Wow, wow.

And if I were going to insure it, I'd insure it for at least $100,000. It's a fabulous piece of history and social history.

Oh, that's great, thank you so much.

Appraisal Details

Leila Dunbar Appraisals & Consulting, LLC
Washington, DC
Appraised value (2010)
$52,000 Auction$104,000 Auction
San Diego, CA (June 12, 2010)
Paint , Paper

Executive producer Marsha Bemko shares her tips for getting the most out of ANTIQUES ROADSHOW.

Value can change: The value of an item is dependent upon many things, including the condition of the object itself, trends in the market for that kind of object, and the location where the item will be sold. These are just some of the reasons why the answer to the question "What's it worth?" is so often "It depends."

Note the date: Take note of the date the appraisal was recorded. This information appears in the upper left corner of the page, with the label "Appraised On." Values change over time according to market forces, so the current value of the item could be higher, lower, or the same as when our expert first appraised it.

Context is key: Listen carefully. Most of our experts will give appraisal values in context. For example, you'll often hear them say what an item is worth "at auction," or "retail," or "for insurance purposes" (replacement value). Retail prices are different from wholesale prices. Often an auctioneer will talk about what she knows best: the auction market. A shop owner will usually talk about what he knows best: the retail price he'd place on the object in his shop. And though there are no hard and fast rules, an object's auction price can often be half its retail value; yet for other objects, an auction price could be higher than retail. As a rule, however, retail and insurance/replacement values are about the same.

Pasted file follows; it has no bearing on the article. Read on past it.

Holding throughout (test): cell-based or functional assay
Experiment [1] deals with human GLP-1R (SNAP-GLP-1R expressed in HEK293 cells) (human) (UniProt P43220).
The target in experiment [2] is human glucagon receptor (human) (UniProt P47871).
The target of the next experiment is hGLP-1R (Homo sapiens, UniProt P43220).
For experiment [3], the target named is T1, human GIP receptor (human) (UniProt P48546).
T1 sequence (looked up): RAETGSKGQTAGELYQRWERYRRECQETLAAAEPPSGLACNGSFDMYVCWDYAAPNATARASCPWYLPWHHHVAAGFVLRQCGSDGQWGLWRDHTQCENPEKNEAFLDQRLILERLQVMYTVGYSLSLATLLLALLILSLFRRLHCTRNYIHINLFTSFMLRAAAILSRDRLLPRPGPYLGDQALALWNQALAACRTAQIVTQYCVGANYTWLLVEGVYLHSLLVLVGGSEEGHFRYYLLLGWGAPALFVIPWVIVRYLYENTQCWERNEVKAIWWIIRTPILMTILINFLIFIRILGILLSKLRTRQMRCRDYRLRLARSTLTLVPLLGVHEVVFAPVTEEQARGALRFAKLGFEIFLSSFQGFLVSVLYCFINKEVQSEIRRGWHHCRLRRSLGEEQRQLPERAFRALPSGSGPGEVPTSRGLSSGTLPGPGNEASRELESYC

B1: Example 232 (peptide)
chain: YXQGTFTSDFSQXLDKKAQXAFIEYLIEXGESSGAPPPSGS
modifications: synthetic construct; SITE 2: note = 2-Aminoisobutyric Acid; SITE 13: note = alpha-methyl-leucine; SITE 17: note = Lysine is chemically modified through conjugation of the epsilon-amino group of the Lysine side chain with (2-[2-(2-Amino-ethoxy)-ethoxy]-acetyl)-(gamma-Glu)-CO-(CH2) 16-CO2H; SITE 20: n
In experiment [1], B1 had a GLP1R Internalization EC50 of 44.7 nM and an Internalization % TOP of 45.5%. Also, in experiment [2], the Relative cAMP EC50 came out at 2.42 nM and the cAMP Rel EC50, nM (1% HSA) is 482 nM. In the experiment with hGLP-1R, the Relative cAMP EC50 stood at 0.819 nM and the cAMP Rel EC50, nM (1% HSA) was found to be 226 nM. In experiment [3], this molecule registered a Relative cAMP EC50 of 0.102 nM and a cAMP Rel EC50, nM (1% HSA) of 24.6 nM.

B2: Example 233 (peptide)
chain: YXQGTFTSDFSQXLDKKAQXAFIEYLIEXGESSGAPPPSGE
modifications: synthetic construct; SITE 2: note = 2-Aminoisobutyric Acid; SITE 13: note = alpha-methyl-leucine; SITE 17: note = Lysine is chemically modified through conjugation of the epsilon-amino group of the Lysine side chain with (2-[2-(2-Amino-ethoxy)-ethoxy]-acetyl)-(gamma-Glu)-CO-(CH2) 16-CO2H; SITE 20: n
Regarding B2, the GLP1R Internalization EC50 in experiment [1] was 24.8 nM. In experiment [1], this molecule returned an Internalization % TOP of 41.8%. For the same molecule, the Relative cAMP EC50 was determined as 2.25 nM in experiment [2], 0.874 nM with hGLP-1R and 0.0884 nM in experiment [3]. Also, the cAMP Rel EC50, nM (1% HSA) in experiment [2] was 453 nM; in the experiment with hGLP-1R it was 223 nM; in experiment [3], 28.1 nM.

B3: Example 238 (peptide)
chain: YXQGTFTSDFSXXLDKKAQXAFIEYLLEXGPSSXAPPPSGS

Verbal approximations: The values given by the experts on ANTIQUES ROADSHOW are considered "verbal approximations of value." Technically, an "appraisal" is a legal document, generally for insurance purposes, written by a qualified expert and paid for by the owner of the item. An appraisal usually involves an extensive amount of research to establish authenticity, provenance, composition, method of construction, and other important attributes of a particular object.

Opinion of value: As with all appraisals, the verbal approximations of value given at ROADSHOW events are our experts' opinions formed from their knowledge of antiques and collectibles, market trends, and other factors. Although our valuations are based on research and experience, opinions can, and sometimes do, vary among experts.

Appraiser affiliations: Finally, the affiliation of the appraiser may have changed since the appraisal was recorded. To see current contact information for an appraiser in the ROADSHOW Archive, click on the link below the appraiser's picture. Our Appraiser Index also contains a complete list of active ROADSHOW appraisers and their contact details and biographies.